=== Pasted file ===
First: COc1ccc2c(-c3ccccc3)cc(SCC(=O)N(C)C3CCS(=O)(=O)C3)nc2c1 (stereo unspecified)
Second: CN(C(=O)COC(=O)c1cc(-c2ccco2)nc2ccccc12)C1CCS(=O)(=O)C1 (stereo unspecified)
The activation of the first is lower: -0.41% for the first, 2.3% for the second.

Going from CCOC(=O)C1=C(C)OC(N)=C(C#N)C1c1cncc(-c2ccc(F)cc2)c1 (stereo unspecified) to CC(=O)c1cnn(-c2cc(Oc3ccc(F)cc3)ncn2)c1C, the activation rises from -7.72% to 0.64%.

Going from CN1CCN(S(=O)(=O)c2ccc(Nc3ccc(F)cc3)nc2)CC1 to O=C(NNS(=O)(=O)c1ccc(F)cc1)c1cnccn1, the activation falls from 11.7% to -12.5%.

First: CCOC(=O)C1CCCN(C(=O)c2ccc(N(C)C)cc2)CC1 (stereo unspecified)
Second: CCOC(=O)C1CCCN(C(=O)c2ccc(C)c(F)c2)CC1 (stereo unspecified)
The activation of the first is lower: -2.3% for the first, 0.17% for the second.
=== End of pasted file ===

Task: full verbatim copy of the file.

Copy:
First: COc1ccc2c(-c3ccccc3)cc(SCC(=O)N(C)C3CCS(=O)(=O)C3)nc2c1 (stereo unspecified)
Second: CN(C(=O)COC(=O)c1cc(-c2ccco2)nc2ccccc12)C1CCS(=O)(=O)C1 (stereo unspecified)
The activation of the first is lower: -0.41% for the first, 2.3% for the second.

Going from CCOC(=O)C1=C(C)OC(N)=C(C#N)C1c1cncc(-c2ccc(F)cc2)c1 (stereo unspecified) to CC(=O)c1cnn(-c2cc(Oc3ccc(F)cc3)ncn2)c1C, the activation rises from -7.72% to 0.64%.

Going from CN1CCN(S(=O)(=O)c2ccc(Nc3ccc(F)cc3)nc2)CC1 to O=C(NNS(=O)(=O)c1ccc(F)cc1)c1cnccn1, the activation falls from 11.7% to -12.5%.

First: CCOC(=O)C1CCCN(C(=O)c2ccc(N(C)C)cc2)CC1 (stereo unspecified)
Second: CCOC(=O)C1CCCN(C(=O)c2ccc(C)c(F)c2)CC1 (stereo unspecified)
The activation of the first is lower: -2.3% for the first, 0.17% for the second.